Home Buying in 33189>Question Details

Rosy Ann G., Home Buyer in Miami, FL

Why Would Lender Not approve me because of Property taxes?....?

Asked by Rosy Ann G., Miami, FL Tue May 26, 2009

I found a home in Cutler Bay, fl, close to my approval amount from lender, saw the home already and I was ready to make an offer but wanted to consult with lender, The lender would not approve me because property taxes on the home that sold back in 2005 for $300,000, were $6000. I would have purchased this home now for $180,000.

Can someone help me understand why would property taxes of a home sold back in 2005 have to do with me buying this house at the current price of $180,000?? Why would lender not approve me?

Help the community by answering this question:


the main thing to remember is that taxes are based on assessed value and not purchase price. This is something mnay buyers are not aware of. Take for instance a short sale: Buyers think that taxes are based on the short sale or foreclosure purchase price, when in fact, taxes are based on assessed value. Also, please keep in mind that a property will be newly assessed after every sale, independent of the January 1st assessment date.
My name is Manon Mohammady and I am a Broker Associate with Coldwell Banker in Coral Gables. Please visit my web site http://www.ManonMohammady.com to learn more about me. Thank you.
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1 vote Thank Flag Link Tue May 26, 2009
This is a BIG problem for everyone today. The lender looks at last years taxes to estimate what your total monthly obligation will be. If the property had not sold until this year, then the taxes would be based on the old assessed value - which would have been quite high compared with the market today. Technically, until the new tax bills come out in October, there is no way to know what the new assessed value would be; if the house does not sell, then it's likely to be based on the higher value. If the house does sell, then it would be lower, or could be appealed based on the lower purchase price. You can go to http://www.MiamiDade.gov/pa, and use the property tax calculator to see what the new taxes would be, and you can certainly provide that info to the lender to try to appeal your case.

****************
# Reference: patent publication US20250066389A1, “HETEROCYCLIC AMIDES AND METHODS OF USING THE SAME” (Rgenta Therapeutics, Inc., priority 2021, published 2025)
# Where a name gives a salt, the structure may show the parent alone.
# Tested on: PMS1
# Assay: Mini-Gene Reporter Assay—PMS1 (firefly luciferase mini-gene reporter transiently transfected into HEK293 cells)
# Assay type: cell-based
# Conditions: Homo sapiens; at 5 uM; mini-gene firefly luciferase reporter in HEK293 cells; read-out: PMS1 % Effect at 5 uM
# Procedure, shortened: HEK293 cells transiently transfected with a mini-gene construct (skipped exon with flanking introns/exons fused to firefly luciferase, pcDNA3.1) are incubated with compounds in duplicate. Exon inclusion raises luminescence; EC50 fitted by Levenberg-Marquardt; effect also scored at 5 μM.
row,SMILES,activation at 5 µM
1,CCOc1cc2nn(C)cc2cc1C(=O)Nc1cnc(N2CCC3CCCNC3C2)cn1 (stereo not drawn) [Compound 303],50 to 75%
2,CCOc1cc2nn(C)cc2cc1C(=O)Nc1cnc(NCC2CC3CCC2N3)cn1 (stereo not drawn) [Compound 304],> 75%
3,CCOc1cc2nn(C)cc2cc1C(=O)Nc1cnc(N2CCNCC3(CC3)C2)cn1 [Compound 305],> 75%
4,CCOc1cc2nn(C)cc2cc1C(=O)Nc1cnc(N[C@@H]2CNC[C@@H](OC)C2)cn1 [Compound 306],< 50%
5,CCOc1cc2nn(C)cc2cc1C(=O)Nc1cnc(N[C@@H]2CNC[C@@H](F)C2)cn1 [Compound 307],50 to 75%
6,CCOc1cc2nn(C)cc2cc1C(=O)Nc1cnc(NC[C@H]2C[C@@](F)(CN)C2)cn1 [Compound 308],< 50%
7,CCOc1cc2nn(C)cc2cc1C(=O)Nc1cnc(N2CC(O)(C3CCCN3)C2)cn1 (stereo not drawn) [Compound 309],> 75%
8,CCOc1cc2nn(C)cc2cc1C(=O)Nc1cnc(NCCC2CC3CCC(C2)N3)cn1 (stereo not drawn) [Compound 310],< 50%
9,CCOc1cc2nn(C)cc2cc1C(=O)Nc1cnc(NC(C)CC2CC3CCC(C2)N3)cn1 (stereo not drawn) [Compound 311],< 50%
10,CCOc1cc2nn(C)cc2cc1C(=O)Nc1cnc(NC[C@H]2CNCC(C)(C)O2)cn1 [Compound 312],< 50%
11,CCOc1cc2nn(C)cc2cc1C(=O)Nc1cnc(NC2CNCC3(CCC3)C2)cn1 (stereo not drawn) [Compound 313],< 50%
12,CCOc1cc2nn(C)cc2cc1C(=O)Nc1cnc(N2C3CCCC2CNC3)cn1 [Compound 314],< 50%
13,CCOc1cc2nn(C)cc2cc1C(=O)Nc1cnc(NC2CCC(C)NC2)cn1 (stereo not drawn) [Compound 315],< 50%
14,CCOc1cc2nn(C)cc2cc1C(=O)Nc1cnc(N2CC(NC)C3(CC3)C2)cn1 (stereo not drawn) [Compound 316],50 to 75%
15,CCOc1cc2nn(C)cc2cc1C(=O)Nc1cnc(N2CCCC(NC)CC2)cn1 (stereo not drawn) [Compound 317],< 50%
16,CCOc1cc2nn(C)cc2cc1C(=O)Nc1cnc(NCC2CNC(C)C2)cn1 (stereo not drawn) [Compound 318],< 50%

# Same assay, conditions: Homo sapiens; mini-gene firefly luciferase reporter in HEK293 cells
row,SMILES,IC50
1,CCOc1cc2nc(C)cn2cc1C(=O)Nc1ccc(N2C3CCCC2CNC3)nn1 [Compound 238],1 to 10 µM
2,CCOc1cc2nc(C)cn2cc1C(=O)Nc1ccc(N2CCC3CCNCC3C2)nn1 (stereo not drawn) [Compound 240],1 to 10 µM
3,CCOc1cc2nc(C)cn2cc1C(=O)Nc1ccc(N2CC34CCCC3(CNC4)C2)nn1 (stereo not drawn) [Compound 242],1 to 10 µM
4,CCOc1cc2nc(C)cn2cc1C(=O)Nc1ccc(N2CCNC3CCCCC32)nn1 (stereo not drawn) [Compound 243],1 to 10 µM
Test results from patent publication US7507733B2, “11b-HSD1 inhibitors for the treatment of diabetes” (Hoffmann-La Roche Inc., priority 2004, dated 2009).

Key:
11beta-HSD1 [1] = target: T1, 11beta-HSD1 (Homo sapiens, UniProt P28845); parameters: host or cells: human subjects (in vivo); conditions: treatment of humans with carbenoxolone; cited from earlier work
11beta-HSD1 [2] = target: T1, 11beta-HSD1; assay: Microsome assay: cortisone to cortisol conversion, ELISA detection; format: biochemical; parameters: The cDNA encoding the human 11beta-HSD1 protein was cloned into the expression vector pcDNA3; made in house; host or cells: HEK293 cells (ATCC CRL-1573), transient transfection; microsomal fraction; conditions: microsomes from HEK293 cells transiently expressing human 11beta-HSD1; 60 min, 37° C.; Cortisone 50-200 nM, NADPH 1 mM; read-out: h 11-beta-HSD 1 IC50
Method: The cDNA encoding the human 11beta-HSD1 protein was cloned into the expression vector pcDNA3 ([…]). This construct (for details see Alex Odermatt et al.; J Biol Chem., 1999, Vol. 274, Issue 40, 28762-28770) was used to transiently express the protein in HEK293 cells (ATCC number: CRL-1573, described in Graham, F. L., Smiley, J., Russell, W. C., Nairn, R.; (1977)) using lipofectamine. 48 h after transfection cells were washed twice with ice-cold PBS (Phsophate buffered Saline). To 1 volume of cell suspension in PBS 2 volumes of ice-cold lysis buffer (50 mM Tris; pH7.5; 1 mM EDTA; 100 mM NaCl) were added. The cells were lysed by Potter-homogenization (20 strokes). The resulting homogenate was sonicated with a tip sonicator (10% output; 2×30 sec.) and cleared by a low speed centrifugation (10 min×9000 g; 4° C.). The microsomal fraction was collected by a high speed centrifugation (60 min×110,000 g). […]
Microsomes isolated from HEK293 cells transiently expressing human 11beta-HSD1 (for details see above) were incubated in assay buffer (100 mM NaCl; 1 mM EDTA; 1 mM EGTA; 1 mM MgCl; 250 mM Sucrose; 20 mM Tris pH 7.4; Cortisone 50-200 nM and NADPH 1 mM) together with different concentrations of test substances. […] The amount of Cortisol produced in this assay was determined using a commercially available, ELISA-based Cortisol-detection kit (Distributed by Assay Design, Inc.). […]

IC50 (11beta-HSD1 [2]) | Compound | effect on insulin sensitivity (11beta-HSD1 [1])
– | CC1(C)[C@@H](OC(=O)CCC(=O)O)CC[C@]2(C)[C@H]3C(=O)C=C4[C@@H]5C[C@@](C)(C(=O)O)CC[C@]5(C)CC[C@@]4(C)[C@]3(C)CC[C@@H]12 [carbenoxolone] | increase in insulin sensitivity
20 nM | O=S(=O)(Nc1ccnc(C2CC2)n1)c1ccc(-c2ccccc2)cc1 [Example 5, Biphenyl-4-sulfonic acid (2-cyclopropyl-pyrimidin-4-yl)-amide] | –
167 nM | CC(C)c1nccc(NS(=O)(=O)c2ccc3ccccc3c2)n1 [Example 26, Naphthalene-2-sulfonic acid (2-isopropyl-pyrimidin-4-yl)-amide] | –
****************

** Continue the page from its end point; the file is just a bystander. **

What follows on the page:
Web Reference: http://www.myriamsHomes.com
1 vote Thank Flag Link Tue May 26, 2009
Rosy Ann G.,
The folks below are correct. The taxes are based on last years obviously higher "assessed" values and if your buying a foreclosure, you can bet the prior owner lost homestead exemption which inflated the taxable amount by $25K. Regardless, I would encourage you to call me for a free private consulation. My firm is a direct lender and we offer many loan programs at very competitive rates.

Frank Olguin
Mortgage Banker
AmericaHomeKey Inc.
500 W. Cypress Creek Rd, Suite 330
Fort Lauderdale, FL. 33309
office 954-771-7715 x104
cell 561-386-9731
pfax 954-379-4469
0 votes Thank Flag Link Fri Jun 12, 2009

In Miami-Dade County the taxes are not based on sale, especially if the sale is obtained through a foreclosure. What they do is, tax the property on teh assessed value, if there are not other comparables that have sold under a "normal" slae then they would use that assessed value.

You also have to keep in mind that property values are assessed at the beginning of the year so in essence you would be apying the remainder of the year at the $6,000 level.

I hope this helps you.

Javier Olmedo
Florida Realty of Miami
Web Reference: http://www.olmedohomes.com
0 votes Thank Flag Link Tue May 26, 2009

The same happened to me today! I am pre-approved and was looking forward to purchasing my first home in Homestead Florida and my lender would also not approve me because of the high taxes previously on the home!

"The Ribenboim Team", I just used the calculator link you posted and entered the amount of the home I wished I would have been approved for and taxes show as being about $1000 + less but this is only an approximate estimate not an actual one.

Honestly, I don't think my lender would budge if I appeal to them. They are pretty much set to "no".
0 votes Thank Flag Link Tue May 26, 2009

It is all based on what you can afford and qualify for. Taxes are configured in debt / income ratio.

National Featured Realtor and Consultant, Mortgage Loan Officer, Credit Repair Lecturer
Web Reference: http://www.lynn911.com
0 votes Thank Flag Link Tue May 26, 2009
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